For the second time in a week, I’m struck by the religious fervor and passion of those who are truly committed to their goals. But let us speak of the mixing of science and religion. Question the beliefs of the true believer and you are labelled a heretic!
By pioneering the science of seasonal hurricane forecasting and teaching 70 graduate students who now populate the National Hurricane Center and other research outposts, William Gray turned a city far from the stormy seas into a hurricane research mecca.
But now the institution in Fort Collins, Colo., where he has worked for nearly half a century, has told Gray it may end its support of his seasonal forecasting.
As he enters his 25th year of predicting hurricane season activity, Colorado State University officials say handling media inquiries related to Gray’s forecasting requires too much time and detracts from efforts to promote other professors’ work.
But Gray, a highly visible and sometimes acerbic skeptic of climate change, says that’s a “flimsy excuse” for the real motivation — a desire to push him aside because of his global warming criticism.
Among other comments, Gray has said global warming scientists are “brainwashing our children.”
Well, that’s harsh.
“This is obviously a flimsy excuse and seems to me to be a cover for the Department’s capitulation to the desires of some (in their own interest) who want to reign (sic) in my global warming and global warming-hurricane criticisms,” Gray wrote to Dick Johnson, head of CSU’s Department of Atmospheric Sciences, and others.
Wait, wait! Are we to understand that some unknown academic who sits and looks at charts all day is in the news because he’s got some beef with his school? Not exactly. If you don’t know the man’s name, I guarantee that your local channel 4 weatherman does.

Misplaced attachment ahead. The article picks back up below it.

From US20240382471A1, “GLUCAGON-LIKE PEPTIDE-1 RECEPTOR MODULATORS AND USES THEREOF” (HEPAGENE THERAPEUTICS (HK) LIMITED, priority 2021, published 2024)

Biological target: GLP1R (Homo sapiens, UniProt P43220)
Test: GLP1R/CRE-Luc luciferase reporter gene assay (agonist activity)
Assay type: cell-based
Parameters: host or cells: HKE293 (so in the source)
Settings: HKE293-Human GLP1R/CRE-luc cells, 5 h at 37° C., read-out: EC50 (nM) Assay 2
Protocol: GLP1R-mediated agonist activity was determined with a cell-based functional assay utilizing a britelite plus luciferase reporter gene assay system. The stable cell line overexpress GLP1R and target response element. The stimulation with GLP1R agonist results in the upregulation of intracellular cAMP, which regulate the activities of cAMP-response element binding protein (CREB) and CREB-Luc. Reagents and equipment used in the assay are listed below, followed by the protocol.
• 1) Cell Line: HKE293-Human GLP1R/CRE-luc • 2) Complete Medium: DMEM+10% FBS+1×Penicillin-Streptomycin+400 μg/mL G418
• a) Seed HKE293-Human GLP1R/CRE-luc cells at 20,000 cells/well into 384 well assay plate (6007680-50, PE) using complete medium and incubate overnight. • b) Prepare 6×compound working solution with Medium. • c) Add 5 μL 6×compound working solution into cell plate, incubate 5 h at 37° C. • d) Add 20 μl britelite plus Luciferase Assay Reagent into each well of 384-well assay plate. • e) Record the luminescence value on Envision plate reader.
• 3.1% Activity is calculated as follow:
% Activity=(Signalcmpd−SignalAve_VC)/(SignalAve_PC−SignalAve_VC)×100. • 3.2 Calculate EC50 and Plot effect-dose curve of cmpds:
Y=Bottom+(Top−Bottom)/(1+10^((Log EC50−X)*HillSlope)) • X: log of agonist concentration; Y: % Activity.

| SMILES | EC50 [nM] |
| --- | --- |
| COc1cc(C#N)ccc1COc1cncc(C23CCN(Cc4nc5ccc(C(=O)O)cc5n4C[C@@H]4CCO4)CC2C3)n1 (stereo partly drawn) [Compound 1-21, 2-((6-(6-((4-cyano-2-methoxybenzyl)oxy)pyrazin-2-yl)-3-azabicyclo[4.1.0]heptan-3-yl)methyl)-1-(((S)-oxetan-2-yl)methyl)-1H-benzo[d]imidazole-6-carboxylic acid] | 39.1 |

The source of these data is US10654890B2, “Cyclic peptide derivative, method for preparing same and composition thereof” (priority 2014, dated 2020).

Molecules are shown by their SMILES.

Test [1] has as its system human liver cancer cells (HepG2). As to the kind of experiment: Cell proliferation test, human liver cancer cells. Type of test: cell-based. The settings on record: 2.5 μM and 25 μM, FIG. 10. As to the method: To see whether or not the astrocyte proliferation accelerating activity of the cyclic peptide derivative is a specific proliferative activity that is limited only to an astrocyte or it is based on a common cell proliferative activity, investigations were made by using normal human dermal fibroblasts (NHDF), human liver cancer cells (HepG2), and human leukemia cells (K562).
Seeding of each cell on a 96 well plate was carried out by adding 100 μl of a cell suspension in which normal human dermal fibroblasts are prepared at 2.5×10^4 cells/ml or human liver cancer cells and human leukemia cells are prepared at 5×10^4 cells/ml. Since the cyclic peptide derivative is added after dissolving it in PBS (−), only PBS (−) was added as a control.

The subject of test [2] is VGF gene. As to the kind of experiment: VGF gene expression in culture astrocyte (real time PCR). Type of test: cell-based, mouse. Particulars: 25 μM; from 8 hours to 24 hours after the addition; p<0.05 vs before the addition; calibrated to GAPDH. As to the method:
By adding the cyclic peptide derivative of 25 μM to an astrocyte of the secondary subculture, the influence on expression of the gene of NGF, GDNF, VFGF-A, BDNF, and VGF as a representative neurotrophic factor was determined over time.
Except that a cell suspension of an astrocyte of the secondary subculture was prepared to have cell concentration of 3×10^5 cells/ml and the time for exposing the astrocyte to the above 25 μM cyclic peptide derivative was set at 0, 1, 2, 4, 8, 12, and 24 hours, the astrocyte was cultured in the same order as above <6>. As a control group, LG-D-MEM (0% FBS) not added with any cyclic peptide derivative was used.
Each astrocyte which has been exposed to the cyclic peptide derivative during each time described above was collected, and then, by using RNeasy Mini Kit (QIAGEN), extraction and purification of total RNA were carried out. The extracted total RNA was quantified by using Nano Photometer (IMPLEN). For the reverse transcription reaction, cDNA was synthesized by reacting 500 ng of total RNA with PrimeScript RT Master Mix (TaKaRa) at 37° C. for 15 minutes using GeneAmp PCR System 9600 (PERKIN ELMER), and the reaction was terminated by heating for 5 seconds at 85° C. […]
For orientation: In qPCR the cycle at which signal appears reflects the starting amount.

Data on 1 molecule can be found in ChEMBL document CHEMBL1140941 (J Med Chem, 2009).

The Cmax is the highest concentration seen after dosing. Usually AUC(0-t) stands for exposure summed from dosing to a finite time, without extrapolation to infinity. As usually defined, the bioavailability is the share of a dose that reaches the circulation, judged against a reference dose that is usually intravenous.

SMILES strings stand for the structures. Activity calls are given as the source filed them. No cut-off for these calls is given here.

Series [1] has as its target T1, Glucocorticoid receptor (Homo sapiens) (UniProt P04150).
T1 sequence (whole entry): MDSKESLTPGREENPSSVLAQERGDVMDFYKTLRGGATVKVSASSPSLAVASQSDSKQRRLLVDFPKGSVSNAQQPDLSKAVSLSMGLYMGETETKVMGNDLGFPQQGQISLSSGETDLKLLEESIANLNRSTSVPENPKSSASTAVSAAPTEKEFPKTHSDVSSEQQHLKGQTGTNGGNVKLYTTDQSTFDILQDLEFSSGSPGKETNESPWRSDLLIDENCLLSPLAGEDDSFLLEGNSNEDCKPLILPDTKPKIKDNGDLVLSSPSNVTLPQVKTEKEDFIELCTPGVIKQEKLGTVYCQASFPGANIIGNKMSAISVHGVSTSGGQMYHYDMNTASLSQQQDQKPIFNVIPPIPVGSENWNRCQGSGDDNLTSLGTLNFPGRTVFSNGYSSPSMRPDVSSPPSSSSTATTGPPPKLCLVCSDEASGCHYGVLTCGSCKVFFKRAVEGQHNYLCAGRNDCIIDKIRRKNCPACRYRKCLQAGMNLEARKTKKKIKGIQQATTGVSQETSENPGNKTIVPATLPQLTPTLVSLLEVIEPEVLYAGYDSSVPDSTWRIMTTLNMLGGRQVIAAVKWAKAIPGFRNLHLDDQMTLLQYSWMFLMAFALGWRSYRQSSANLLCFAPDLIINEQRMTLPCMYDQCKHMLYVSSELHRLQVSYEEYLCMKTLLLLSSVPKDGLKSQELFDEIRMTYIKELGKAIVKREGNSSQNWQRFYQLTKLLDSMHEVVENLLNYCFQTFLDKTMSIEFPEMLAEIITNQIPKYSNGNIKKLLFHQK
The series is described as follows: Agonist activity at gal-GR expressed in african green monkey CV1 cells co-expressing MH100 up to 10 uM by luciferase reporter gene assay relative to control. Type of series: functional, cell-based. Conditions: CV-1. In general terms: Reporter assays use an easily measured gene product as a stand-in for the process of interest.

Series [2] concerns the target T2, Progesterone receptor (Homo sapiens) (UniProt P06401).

A professor of public relations at Boston University, Donald Wright, questioned why the university would want to pull back its support for Gray now, after he has published his forecasts for a quarter-century.
“It’s seems peculiar that this is happening now,” Wright said. “Given the national reputation that these reports have, you would think the university would want to continue to promote these forecasts.”
Gray, he said, seems to deliver a lot of publicity bang for the buck. The seasonal forecasts are printed in newspapers around the country and splashed across the World Wide Web.
There also seems to be little question that prominent climate scientists have complained to CSU about Gray’s vocal skepticism. The head of CSU’s Department of Atmospheric Sciences, Dick Johnson, said he has received many comments during recent years about Gray — some supportive, and some not.
The complaints have come as Gray became increasingly involved in the global warming debate. His comments toward adversaries often are biting and adversarial.
You know. Sort of like John the Baptist.
Hat tip to the Instapundit for the link.